Later today I am taking the Beetle in for some routine maintenance -- replacing the serpentine belt, which must be done before I take it on another long drive. This will cost just over $100, which I have (thank God) but had not planned to spend on car repairs this month.
Still, I'm the first to admit I wouldn't know how to do this myself, and I'm glad to be able to hire someone who does. I do generally know what the serpentine belt does, and why it needs to be replaced at regular intervals, but I don't have the slightest idea what I'm seeing when I look at an engine.
I have a regular mechanic shop. I trust them, although because I don't know what they're talking about, they always wind up over-explaining, which makes me feel like they're trying to talk me into something. Auto-repair chains should invest in communications training for their mechanics; it would go a long way toward raising public opinion of the profession overall. I don't need to know details; I just need to know why something needs to be replaced, or what will happen if I decide not to have a specific repair done immediately.
At least once a year I think I should take a course on basic auto repair, but then I pay the bill and forget about it for another six months.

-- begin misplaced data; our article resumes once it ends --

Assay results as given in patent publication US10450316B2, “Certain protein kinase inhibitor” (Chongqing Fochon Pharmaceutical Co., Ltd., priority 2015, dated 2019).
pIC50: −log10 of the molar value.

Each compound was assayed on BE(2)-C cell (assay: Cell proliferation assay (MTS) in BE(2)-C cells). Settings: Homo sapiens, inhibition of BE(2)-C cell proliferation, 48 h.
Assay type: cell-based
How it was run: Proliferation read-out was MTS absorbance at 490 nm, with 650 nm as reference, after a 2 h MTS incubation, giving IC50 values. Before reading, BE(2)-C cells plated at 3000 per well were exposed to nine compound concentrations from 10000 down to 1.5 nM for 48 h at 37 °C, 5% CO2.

What I Read These Weeks
Manuscripts, mostly. Did I mention that I have a (used) Kindle now? I can upload manuscripts to it, and it's made my life much easier. But I have finished two books this week, and one of them was 754 pages long.
Laura Lippman, LIFE SENTENCES. This was not the book that was 754 pages long. It's another fine standalone from the author of the Tess Monaghan series, and a book about the nature of memory and memoir. Cassandra Fallows has written two successful memoirs and a much less successful novel, and needs a topic for her next book. Cassandra learns that a grade-school acquaintance had served a prison term under suspicion of murdering her infant child, but never admitted to the crime; she decides to make this tragedy the hook for a third memoir, about herself and her circle of friends. In returning to her hometown, however, Cassandra discovers that her memories are only a fraction of the story, and that the act of remembering itself can change the past. This is a topic that fascinates me -- the fact that one's personal history can and does change, based on what you know about it and how you assign causality -- and Lippman does a wonderful job with it.
Dan Simmons, DROOD. Five years before he died, Charles Dickens survived a catastrophic railway accident in the company of his secret mistress, Ellen Ternan, and Miss Ternan's mother. Friends and biographers say he was never quite the same afterwards. This novel, narrated by Dickens' friend and sometime-collaborator Wilkie Collins, begins with that event and offers a reason for Dickens' change: an encounter with a sinister, otherworldly, half-Egyptian man who calls himself Drood. Collins, the narrator, takes us on a 754-page journey through Victorian London, changing along the way from a good-natured, slightly ridiculous minor novelist to something strange and terrible indeed. A major plot twist about 50 pages from the end of this long, long book does not pay off as it should, and if I finished this book feeling frustrated about the limits real life places on fiction, that might have been Simmons' point.